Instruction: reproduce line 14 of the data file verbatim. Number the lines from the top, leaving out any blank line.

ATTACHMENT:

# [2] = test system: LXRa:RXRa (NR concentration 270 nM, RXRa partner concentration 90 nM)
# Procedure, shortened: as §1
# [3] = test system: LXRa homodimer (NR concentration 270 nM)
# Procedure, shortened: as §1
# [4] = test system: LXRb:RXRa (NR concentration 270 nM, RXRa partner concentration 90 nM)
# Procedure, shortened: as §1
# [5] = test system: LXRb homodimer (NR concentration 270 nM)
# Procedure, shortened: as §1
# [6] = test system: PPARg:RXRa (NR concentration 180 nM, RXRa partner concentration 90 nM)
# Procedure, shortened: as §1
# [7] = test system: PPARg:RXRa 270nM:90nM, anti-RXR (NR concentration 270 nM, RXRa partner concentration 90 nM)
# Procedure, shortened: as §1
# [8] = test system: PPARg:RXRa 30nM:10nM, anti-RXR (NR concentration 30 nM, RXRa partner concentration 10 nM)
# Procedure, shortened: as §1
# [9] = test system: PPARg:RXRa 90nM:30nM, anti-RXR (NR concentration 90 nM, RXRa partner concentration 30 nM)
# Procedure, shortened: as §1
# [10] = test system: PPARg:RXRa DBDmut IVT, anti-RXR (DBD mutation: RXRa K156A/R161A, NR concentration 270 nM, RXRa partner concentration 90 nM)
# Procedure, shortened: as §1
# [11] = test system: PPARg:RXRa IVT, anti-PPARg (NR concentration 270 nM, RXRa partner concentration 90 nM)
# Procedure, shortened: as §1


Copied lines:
# Procedure, shortened: as §1